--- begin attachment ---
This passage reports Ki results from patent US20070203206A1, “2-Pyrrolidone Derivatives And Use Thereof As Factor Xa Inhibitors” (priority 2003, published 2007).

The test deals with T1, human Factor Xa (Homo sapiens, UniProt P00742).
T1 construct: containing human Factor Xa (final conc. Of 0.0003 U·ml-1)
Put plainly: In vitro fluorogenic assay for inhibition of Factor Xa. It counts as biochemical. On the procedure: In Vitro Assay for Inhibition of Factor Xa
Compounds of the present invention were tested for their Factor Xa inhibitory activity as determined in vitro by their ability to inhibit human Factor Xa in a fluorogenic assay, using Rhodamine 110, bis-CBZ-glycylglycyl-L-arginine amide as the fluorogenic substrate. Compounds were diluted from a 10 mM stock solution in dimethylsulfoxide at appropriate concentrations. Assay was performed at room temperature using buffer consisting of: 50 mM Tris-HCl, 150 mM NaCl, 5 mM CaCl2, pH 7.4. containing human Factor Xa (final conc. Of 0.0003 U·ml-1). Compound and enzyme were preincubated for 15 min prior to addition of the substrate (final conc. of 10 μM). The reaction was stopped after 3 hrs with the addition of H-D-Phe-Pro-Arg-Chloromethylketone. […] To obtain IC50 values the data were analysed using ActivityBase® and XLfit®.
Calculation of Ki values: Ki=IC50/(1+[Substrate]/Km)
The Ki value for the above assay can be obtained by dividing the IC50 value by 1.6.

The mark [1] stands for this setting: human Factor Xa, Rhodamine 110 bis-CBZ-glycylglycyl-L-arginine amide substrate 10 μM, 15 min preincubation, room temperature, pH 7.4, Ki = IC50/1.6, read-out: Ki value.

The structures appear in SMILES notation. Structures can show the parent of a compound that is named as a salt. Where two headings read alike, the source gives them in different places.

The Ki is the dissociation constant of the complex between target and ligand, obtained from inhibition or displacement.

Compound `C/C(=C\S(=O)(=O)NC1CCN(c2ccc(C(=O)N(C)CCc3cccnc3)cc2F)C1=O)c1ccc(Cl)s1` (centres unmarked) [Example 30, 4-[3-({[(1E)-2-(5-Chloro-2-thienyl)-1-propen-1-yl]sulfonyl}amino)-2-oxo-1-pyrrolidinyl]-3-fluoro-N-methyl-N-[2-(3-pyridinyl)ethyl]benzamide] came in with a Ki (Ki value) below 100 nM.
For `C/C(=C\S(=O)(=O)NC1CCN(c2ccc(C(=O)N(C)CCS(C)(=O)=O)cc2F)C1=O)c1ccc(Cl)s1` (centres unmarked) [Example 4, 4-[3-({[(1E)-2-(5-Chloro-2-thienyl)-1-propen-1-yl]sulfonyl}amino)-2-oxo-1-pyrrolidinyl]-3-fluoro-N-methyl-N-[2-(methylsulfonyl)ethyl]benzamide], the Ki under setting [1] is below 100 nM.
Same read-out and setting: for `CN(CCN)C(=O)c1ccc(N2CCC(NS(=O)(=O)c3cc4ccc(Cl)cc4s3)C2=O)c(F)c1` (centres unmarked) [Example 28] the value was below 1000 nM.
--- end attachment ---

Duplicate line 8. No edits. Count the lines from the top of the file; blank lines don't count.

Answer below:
The mark [1] stands for this setting: human Factor Xa, Rhodamine 110 bis-CBZ-glycylglycyl-L-arginine amide substrate 10 μM, 15 min preincubation, room temperature, pH 7.4, Ki = IC50/1.6, read-out: Ki value.